Wednesday, May 24, 2006

LOL? Yeah.

I open my New Yorker today, and methodically I check the table of contents. I note that Anthony Lane has a review of the "Da Vinci Code," and I begin to smile because it is reasonable -- it is probable; it is a matter subject to prediction and thus I predict -- that I will somewhere in the course of the review

Laugh Out Loud.

I am not disappointed. At once Lane writes of the movie's opening scene that:

A dead Frenchman is found laid out on the floor of the Louvre. His final act was to carve a number of bloody markings into his own flesh, indicating, to the expert eye, that he was preparing to roll in fresh herbs and sear himself in olive oil for three minutes on each side.

I do not think that Anthony Lane is a superior movie critic. I am not sure that he is a good movie critic. Perhaps, he is not even a movie critic. He is an essayist who writes about movies, among other things.

He is superbly funny, I write, falling back on the adverb.

Lane does not use many adverbs, which is a clue right there, and a lesson, too.

Reading him reminds me I have no clear idea of what a good movie critic is, no more than I have a clear idea of what a "great newspaper" is. (More about that later.) I suppose a good movie critic knows a lot about the bottom of the iceberg of movie making, the 90 percent of the thing that you can't see. He knows about editing, narrative flow, the peripheral image, all the technique and the history of technique, all kinds of things the critic can call out to my attention that I would not otherwise have noticed.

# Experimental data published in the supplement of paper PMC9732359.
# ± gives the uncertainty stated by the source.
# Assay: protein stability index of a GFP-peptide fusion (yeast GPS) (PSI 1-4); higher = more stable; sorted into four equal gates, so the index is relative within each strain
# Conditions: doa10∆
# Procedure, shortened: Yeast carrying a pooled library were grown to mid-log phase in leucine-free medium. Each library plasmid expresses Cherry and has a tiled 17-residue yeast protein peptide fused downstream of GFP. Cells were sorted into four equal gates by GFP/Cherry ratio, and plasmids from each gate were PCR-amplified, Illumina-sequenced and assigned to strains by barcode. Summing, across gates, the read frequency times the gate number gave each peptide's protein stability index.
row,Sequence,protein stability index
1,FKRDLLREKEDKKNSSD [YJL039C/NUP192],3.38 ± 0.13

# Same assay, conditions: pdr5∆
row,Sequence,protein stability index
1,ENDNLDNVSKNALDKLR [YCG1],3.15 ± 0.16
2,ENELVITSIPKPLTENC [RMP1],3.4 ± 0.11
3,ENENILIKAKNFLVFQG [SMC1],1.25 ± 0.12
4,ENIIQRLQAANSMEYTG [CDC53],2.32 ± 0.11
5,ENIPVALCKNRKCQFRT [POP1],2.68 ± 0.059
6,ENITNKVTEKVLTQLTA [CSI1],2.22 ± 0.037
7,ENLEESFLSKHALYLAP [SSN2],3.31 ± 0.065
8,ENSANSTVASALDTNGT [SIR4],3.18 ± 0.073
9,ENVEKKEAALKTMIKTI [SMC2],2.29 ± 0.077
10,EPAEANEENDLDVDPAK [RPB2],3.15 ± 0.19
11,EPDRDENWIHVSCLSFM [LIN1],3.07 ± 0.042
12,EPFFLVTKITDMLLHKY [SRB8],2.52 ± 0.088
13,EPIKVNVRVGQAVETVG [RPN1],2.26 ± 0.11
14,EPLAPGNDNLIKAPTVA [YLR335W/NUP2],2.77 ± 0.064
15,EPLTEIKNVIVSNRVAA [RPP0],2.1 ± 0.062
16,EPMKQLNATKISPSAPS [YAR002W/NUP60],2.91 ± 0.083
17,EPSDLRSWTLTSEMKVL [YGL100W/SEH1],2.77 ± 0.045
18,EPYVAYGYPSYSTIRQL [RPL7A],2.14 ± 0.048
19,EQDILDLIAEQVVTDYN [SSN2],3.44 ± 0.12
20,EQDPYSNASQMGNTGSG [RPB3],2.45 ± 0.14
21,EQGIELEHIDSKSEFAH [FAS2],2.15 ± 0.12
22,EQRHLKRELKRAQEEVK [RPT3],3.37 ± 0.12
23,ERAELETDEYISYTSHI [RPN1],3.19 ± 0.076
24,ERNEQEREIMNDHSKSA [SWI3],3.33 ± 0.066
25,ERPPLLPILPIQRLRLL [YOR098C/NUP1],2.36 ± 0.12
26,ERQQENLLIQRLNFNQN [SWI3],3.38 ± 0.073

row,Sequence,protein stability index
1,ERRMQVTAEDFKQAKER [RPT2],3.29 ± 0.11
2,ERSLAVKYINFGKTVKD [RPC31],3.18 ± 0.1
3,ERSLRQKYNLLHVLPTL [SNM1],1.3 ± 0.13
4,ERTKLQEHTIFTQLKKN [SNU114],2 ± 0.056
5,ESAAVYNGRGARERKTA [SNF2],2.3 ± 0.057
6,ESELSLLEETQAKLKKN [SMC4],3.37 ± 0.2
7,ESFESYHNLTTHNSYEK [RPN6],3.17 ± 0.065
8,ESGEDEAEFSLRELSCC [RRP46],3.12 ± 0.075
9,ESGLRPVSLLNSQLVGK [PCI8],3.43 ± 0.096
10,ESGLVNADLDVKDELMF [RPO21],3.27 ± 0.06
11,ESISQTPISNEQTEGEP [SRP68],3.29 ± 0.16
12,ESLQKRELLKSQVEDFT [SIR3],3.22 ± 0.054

Over time, I learn from such a critic.

Or I think I do. Or I think I might.

Lane, humorist that he is, sees the crevice in which he can wedge the joke, which means he misses a lot or at least ignores a lot. As must be, he is better with movies he dislikes than with those he admires, but that is pretty much true of most kinds of criticism other than the esoteric, that is, the kind of criticism you get when you know a lot and I know a lot, and aren't we special?
No no no. He is simply a fine comic writer and anyway I probably wouldn't know a good movie critic if I read one. (Obscurity fools me every time.)

Back to what makes a great newspaper, where my thoughts wandered as I geared up for this blog entry.

My whole professional life I have tried to talk knowledgeably about what makes a great newspaper. Generally, what I mean when I talk about it is that it's a newspaper that has more rather than less international news. It has some good feature writers, who can manage a good description and create a scene. Its copy editors don't allow that many egregious errors, particularly in grammar, to slip through.

Now and again its writers use words like egregious.

Hmm. I just glanced over the first page of Lane's review, and I did not spot a word as Latinate, as pompous, as tinny as egregious.

Memo to self in future prose: Walk. Carry a stick. People can tell if it's done softly. People will notice if the stick is big.

1 comment:

Anonymous said...

When I hear talk about great newspapers I reach for my sap. If that doesn't work, the revolver comes out.